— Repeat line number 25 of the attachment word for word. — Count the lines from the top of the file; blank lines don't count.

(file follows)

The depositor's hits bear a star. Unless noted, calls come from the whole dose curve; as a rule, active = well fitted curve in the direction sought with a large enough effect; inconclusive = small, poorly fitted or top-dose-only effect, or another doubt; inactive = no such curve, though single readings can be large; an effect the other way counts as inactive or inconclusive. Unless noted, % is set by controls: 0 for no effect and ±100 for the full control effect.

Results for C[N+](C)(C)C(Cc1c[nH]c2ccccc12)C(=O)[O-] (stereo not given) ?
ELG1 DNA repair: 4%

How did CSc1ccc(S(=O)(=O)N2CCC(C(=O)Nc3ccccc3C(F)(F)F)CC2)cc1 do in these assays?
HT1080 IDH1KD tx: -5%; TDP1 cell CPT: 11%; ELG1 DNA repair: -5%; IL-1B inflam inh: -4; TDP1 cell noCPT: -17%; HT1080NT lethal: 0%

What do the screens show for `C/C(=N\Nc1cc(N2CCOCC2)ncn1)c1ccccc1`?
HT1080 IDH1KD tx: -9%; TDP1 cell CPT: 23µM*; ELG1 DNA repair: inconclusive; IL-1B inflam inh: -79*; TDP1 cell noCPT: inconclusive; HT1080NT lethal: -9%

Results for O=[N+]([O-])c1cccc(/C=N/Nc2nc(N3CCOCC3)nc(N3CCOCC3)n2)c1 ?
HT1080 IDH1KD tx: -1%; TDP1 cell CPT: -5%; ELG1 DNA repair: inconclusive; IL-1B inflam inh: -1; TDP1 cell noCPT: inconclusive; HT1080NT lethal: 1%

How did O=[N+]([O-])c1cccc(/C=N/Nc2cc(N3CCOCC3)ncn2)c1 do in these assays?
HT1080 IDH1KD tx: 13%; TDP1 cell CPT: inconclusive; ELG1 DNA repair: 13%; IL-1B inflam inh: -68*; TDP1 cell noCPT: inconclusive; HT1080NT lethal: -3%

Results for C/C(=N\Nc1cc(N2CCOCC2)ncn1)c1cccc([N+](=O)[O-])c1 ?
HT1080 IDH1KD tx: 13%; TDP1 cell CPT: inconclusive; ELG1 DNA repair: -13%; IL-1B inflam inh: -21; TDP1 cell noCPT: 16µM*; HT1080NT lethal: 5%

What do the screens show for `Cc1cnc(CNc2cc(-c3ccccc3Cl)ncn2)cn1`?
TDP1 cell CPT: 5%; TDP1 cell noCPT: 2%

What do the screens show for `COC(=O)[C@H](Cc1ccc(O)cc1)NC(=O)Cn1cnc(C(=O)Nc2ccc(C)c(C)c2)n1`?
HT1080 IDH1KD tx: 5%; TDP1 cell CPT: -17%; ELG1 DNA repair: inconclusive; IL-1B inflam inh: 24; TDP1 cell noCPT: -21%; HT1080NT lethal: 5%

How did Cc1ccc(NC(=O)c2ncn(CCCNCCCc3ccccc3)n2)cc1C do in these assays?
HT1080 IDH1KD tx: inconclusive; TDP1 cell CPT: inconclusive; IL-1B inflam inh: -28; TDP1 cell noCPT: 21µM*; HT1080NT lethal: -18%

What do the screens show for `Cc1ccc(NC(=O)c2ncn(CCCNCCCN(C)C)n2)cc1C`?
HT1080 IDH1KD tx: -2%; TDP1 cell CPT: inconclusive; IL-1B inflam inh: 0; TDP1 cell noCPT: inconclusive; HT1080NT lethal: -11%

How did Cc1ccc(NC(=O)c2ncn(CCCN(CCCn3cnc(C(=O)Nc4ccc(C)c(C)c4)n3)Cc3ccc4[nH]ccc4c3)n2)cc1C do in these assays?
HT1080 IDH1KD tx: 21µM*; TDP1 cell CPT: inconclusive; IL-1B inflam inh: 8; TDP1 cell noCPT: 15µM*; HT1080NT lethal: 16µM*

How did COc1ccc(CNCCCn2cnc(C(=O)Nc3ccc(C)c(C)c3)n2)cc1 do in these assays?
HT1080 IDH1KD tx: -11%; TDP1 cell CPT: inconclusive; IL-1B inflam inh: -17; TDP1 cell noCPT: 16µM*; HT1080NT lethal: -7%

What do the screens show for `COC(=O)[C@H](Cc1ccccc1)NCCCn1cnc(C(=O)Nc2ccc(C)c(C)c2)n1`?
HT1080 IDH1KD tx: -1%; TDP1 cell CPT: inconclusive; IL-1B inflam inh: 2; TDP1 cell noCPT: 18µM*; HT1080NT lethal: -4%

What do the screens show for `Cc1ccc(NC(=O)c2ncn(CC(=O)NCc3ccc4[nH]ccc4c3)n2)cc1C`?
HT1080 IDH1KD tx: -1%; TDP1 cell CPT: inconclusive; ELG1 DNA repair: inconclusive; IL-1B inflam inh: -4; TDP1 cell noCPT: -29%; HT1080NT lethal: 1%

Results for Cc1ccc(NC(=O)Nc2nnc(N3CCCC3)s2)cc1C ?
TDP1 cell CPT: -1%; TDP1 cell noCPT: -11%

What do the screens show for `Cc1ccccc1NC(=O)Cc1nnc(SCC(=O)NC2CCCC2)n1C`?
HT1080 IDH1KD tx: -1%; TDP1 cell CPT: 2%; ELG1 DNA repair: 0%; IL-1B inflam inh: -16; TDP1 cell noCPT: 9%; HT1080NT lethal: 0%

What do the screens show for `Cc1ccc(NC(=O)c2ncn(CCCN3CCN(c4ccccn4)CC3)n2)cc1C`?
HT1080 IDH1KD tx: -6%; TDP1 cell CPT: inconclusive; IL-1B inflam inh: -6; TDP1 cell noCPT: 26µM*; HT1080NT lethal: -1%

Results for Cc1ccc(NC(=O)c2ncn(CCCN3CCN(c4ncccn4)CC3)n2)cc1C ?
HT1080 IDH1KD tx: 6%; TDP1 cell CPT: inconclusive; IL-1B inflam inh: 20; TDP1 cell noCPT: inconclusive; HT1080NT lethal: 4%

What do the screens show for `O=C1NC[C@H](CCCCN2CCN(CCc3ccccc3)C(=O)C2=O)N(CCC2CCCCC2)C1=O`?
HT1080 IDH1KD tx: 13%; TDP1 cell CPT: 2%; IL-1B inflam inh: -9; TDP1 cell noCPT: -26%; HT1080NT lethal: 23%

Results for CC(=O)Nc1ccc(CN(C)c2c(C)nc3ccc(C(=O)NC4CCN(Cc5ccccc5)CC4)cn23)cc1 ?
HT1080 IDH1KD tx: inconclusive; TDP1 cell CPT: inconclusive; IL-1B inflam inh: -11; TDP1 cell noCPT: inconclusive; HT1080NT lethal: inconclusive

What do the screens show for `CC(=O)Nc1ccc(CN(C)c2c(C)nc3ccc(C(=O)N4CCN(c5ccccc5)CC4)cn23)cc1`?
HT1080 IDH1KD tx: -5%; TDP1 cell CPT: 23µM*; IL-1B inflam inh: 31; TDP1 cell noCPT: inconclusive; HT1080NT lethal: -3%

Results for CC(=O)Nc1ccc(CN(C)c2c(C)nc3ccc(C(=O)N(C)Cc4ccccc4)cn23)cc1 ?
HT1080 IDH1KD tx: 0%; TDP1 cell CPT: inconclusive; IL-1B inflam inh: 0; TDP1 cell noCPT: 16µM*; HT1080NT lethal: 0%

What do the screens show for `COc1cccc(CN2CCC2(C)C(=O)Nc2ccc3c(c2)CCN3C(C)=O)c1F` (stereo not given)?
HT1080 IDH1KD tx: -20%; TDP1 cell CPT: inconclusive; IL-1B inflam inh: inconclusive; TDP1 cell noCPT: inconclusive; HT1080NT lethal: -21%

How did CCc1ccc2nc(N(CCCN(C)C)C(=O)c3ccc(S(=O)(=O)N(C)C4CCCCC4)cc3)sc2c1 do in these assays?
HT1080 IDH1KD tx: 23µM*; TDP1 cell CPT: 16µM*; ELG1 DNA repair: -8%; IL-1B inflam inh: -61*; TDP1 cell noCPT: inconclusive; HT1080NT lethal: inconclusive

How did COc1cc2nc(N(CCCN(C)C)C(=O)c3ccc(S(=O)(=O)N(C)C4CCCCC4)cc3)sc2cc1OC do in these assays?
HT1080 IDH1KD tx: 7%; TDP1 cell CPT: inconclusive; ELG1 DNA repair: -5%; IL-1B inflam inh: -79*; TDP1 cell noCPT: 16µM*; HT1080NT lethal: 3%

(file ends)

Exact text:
HT1080 IDH1KD tx: -11%; TDP1 cell CPT: inconclusive; IL-1B inflam inh: -17; TDP1 cell noCPT: 16µM*; HT1080NT lethal: -7%